Of the things we fashioned for them that they might be comforted, dawn is the one that works. When darkness sifts from the air like fine soft soot and light spreads slowly out of the east then all but the most wretched of humankind rally. It is a spectacle we immortals enjoy, this minor daily resurrection, often we will gather at the ramparts of the clouds and gaze down upon them, our little ones, as they bestir themselves to welcome the new day. What a silence falls upon us then, the sad silence of our envy. Many of them sleep on, of course, careless of our cousin Aurora’s charming matutinal trick, but there are always the insomniacs, the restless ill, the lovelorn tossing on their solitary beds, or just the early-risers, the busy ones, with their knee-bends and their cold showers and their fussy little cups of black ambrosia. Yes, all who witness it greet the dawn with joy, more or less, except of course the condemned man, for whom first light will be the last, on earth.This morning's Astronomy Picture of the Day (above) got me to thinking about terrestrial and celestial phenomena and the fantastic imagination of human culture. Is it any wonder that humans once looked upon such sights and created stories of angry and fearsome superbeings? Do we see here Zeus' or Odin's wrath? And, as we know from geological science (if not simple observation) following such volcanic activity is the formation of new land which, as many know, is what the word lava means. And so we have a piece of the puzzle of wrathful, titanic gods and their equally titanic abilities to destroy and, of course, to create.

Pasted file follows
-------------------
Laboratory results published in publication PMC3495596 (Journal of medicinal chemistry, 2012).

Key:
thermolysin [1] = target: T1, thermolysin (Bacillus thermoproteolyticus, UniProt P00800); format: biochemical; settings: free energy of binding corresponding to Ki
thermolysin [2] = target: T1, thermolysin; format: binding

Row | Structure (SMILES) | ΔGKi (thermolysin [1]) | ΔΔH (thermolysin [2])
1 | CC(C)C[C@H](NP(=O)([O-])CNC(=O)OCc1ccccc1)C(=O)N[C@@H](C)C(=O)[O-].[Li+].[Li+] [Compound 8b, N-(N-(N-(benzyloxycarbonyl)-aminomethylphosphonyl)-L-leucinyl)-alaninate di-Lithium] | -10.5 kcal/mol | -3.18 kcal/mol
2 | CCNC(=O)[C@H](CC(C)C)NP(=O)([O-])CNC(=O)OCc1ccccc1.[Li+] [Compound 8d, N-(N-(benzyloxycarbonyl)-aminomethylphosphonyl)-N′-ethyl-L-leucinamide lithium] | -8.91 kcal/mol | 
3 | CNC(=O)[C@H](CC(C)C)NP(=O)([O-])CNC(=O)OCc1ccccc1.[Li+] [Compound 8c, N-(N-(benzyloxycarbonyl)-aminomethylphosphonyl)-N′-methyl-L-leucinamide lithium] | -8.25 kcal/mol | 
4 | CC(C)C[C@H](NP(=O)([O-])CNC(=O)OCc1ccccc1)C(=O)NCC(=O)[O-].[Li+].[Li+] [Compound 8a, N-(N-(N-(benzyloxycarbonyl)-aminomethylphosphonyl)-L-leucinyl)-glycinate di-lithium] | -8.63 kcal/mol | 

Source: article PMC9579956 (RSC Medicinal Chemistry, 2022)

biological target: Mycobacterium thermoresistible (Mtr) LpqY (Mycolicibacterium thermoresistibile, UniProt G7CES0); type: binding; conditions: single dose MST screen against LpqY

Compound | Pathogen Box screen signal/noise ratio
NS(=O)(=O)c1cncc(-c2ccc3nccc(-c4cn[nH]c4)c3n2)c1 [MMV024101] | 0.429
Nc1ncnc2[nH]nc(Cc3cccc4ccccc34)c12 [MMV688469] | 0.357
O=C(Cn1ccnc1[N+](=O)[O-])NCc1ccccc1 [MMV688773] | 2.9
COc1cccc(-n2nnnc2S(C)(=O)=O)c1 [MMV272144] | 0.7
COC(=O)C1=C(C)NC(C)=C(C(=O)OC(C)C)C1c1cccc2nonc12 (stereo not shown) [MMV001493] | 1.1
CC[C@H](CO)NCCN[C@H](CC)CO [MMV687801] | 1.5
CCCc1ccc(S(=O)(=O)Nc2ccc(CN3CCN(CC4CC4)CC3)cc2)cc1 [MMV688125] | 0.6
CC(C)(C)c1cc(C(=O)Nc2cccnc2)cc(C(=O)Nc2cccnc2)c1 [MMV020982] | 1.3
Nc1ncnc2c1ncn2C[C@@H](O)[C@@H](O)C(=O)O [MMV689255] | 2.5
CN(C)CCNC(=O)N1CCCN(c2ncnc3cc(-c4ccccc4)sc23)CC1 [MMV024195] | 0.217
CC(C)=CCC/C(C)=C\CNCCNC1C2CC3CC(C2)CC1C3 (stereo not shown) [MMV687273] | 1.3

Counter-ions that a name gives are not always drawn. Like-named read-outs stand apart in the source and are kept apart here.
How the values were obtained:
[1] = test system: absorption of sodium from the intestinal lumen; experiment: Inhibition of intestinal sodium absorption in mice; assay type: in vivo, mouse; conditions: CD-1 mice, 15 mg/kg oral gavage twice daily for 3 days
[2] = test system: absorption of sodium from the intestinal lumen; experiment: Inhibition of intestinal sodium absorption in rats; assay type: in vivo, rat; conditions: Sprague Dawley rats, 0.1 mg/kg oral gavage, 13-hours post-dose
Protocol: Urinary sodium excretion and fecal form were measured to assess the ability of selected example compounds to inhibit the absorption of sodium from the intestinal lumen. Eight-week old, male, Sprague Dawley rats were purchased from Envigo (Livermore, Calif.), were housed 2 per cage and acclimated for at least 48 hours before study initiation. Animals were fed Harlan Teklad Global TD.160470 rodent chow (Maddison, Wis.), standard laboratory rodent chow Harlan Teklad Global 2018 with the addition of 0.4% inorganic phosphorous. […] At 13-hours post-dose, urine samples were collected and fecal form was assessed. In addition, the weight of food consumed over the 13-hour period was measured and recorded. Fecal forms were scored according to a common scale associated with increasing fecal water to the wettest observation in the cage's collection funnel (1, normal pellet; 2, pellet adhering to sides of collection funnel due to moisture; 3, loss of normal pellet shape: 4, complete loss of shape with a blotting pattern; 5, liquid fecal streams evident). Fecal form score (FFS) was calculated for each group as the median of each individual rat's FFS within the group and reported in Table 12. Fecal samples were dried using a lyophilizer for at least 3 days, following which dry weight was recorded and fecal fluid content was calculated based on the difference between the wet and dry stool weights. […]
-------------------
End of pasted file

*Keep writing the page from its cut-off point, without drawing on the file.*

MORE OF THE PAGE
Monday, April 19, 2010
I picked up John Banville's new novel The Infinities, read the first paragraph and was instantly hooked. Narrated by none other than the ancient winged-helmeted trickster Hermes, the prose packs a poetic wallop that brought tears to my eyes. Here's how the novel opens: